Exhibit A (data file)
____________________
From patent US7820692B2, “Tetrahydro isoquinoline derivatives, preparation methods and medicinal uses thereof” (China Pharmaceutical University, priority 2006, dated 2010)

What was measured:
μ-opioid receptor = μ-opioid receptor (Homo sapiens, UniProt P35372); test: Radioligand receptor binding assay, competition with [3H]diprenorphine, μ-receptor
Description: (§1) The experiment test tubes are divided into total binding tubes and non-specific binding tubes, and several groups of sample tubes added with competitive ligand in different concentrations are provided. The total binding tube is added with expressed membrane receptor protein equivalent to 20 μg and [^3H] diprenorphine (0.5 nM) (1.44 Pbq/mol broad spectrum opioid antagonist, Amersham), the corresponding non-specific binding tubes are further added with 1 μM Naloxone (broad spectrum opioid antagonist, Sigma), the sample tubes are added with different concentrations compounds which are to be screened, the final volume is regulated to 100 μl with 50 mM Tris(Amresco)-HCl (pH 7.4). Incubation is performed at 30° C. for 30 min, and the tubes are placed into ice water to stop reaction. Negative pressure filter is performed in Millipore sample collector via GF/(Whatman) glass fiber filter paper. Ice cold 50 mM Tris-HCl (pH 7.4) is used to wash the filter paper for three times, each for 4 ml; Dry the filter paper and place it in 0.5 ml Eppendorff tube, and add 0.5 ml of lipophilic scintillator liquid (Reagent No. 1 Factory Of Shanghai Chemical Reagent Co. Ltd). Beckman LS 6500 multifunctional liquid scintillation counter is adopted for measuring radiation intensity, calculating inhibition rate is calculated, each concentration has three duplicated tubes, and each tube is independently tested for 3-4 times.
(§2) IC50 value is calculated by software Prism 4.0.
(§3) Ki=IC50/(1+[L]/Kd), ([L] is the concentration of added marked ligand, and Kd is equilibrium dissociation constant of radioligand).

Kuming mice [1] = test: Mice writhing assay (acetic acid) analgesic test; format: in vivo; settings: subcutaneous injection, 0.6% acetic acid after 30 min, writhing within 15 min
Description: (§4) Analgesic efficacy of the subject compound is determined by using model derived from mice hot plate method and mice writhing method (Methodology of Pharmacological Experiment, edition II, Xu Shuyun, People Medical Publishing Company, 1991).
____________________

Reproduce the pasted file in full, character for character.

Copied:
From patent US7820692B2, “Tetrahydro isoquinoline derivatives, preparation methods and medicinal uses thereof” (China Pharmaceutical University, priority 2006, dated 2010)

What was measured:
μ-opioid receptor = μ-opioid receptor (Homo sapiens, UniProt P35372); test: Radioligand receptor binding assay, competition with [3H]diprenorphine, μ-receptor
Description: (§1) The experiment test tubes are divided into total binding tubes and non-specific binding tubes, and several groups of sample tubes added with competitive ligand in different concentrations are provided. The total binding tube is added with expressed membrane receptor protein equivalent to 20 μg and [^3H] diprenorphine (0.5 nM) (1.44 Pbq/mol broad spectrum opioid antagonist, Amersham), the corresponding non-specific binding tubes are further added with 1 μM Naloxone (broad spectrum opioid antagonist, Sigma), the sample tubes are added with different concentrations compounds which are to be screened, the final volume is regulated to 100 μl with 50 mM Tris(Amresco)-HCl (pH 7.4). Incubation is performed at 30° C. for 30 min, and the tubes are placed into ice water to stop reaction. Negative pressure filter is performed in Millipore sample collector via GF/(Whatman) glass fiber filter paper. Ice cold 50 mM Tris-HCl (pH 7.4) is used to wash the filter paper for three times, each for 4 ml; Dry the filter paper and place it in 0.5 ml Eppendorff tube, and add 0.5 ml of lipophilic scintillator liquid (Reagent No. 1 Factory Of Shanghai Chemical Reagent Co. Ltd). Beckman LS 6500 multifunctional liquid scintillation counter is adopted for measuring radiation intensity, calculating inhibition rate is calculated, each concentration has three duplicated tubes, and each tube is independently tested for 3-4 times.
(§2) IC50 value is calculated by software Prism 4.0.
(§3) Ki=IC50/(1+[L]/Kd), ([L] is the concentration of added marked ligand, and Kd is equilibrium dissociation constant of radioligand).

Kuming mice [1] = test: Mice writhing assay (acetic acid) analgesic test; format: in vivo; settings: subcutaneous injection, 0.6% acetic acid after 30 min, writhing within 15 min
Description: (§4) Analgesic efficacy of the subject compound is determined by using model derived from mice hot plate method and mice writhing method (Methodology of Pharmacological Experiment, edition II, Xu Shuyun, People Medical Publishing Company, 1991).